Commissioner Glass celebrates one year at KDE by co-teaching at Meade County High School

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Education Commissioner Jason E. Glass celebrated his first year as Kentucky Education Commissioner by co-teaching a class of students on September 17 at his alma mater, Meade County High School. Glass had three priorities for his first year: providing advice for safe school operations against COVID, engaging in equity work, and managing the budget fallout. Photo by Audrie Lamb, September 17, 2021

To celebrate his freshman year at the Kentucky Department of Education (KDE), Education Commissioner Jason E. Glass returned to his alma mater, Meade County High School, on September 17 to co-teach Grade 9 science with Jonathan Mangin.

“There was an attempt to teach me math in the same room we are working in today,” he told the students. “This was my 4th grade class and I insist there was an attempt because I struggled with it.”

Glass began the lesson with a hypothetical story of a 9.0 magnitude earthquake occurring on the New Madrid Fault near Arkansas. The story continued by describing the effects of the earthquake waves on Brandenburg, Ky. The class was asked to investigate whether the story could ever be factual or remain fictional.

Students organized themselves into small groups to work to answer the four questions guiding the discussion on the content of knowledge about plate tectonics, geological processes, and earthquakes. Four to five different roles were divided among the small groups: 2-3 researchers, 1 writer, 1 presenter and 1 project manager.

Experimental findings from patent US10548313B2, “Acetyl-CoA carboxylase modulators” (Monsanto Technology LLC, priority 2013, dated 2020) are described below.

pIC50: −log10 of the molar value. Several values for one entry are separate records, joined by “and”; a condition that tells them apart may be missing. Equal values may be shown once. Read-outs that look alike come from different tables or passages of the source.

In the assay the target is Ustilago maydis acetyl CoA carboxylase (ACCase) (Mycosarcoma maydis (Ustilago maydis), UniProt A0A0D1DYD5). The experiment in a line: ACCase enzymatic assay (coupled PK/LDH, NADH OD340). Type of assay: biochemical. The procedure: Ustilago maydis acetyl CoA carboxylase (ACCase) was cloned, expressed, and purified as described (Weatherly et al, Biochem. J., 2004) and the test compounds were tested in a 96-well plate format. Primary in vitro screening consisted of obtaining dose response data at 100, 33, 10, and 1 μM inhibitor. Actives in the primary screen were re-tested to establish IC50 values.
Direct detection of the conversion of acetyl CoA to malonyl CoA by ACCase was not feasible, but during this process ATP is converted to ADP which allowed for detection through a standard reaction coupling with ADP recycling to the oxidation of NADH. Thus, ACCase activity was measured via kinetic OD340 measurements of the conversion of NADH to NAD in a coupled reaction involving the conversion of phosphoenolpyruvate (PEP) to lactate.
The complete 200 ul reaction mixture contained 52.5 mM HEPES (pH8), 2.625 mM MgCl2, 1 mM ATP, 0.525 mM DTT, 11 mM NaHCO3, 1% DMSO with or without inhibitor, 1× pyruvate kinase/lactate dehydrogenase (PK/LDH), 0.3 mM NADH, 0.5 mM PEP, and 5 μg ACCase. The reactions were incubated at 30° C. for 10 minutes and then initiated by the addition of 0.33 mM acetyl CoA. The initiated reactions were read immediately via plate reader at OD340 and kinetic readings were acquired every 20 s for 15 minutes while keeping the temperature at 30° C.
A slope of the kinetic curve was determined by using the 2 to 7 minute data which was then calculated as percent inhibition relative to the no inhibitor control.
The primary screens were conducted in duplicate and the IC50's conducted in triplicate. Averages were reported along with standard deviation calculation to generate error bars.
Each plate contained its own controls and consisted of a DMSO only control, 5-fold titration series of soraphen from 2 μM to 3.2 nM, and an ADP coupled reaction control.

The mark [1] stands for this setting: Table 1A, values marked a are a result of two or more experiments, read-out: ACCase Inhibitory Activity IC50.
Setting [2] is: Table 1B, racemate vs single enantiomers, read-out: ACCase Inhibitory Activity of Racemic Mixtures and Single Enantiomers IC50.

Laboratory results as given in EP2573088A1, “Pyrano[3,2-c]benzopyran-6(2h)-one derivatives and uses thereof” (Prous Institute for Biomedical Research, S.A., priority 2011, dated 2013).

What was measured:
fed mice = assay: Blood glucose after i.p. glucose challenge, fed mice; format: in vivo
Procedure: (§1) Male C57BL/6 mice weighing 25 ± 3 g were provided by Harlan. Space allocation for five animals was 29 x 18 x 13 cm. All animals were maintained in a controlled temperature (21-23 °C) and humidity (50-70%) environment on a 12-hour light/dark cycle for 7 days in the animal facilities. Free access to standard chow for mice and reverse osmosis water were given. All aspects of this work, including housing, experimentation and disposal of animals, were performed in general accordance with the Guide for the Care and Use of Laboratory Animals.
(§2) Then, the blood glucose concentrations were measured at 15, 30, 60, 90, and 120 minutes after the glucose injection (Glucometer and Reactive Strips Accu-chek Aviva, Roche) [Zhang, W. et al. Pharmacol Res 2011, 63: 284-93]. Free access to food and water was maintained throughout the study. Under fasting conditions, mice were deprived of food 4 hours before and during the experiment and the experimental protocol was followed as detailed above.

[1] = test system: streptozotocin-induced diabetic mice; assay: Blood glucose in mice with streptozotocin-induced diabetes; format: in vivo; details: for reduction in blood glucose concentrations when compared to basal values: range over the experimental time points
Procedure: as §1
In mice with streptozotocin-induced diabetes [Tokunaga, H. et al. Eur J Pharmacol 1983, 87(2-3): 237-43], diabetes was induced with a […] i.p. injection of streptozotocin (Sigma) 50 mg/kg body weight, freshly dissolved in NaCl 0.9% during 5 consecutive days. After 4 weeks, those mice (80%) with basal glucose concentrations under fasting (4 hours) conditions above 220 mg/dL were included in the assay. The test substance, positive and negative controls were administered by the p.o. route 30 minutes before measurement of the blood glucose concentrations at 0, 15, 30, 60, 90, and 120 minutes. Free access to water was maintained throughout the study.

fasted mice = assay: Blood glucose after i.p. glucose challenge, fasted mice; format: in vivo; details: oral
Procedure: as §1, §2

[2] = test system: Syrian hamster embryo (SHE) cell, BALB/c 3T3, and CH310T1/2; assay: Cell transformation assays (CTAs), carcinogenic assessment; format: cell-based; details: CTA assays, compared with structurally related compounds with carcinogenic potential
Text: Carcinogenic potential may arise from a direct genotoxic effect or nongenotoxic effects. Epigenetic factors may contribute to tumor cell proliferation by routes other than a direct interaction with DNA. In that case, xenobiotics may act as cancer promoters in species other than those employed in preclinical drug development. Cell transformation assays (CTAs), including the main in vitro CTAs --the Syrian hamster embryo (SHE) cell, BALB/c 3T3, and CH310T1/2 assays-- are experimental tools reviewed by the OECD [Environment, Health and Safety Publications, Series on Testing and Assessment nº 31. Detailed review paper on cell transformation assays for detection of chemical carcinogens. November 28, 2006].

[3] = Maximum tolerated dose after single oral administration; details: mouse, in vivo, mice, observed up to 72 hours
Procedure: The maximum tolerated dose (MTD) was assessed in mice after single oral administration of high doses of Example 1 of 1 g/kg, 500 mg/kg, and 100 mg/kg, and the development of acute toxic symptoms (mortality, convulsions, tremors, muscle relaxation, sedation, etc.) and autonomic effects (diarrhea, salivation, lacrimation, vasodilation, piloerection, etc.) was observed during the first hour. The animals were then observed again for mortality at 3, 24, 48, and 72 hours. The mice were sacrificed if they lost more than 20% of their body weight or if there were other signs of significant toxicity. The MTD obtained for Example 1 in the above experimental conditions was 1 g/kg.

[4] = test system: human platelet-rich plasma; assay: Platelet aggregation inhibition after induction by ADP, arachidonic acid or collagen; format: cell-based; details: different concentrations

Using their Chromebooks to create Google Docs to share their findings, the students worked quickly to sort through the information and resource links provided by Mangin and Glass. Co-teachers toured the room to help guide students’ questions and monitor their teamwork. At the end of the 20-minute research phase, the groups presented their results to the class.

This teaching method uses a problem-based and project-based approach. This practice helps students develop universal skills such as critical thinking, creativity, collaboration, and communication.

Glass was delighted to introduce the class to a new approach to teaching. This type of teaching style focuses on “authentic demonstration of learning,” he said.

“They reacted well to this style, really like this kind of learning and want to do more. I think our experience was a success, ”he said.

Mangin said he was delighted to have the Commissioner in his class for the day and the opportunity for the students to learn from him.

“I am excited about how the students will benefit from the lesson, and not just in the science class. The lesson focuses on inferences and the use of verifiable facts to form an answer. Students can use it in any classroom and in real life applications, ”he said.

Photo of a man wearing a face mask in a classroom talking to two students seated at a table.
Education Commissioner Jason E. Glass addresses students in Jonathan Mangin’s Grade 9 science class during a lesson by project on plate tectonics.
Photo by Audrie Lamb, September 17, 2021

Six-year-old educator Mangin has been teaching science in grade 9 at Meade County High School for four years. Mangin and Glass attended high school together – Glass was two years early – and even lived in the same residential complex when they attended the University of Kentucky. The couple have stayed in touch over the years and have become lifelong friends.

Glass spent the whole day in Meade County, celebrating school reunion week and even attended the football game later that evening.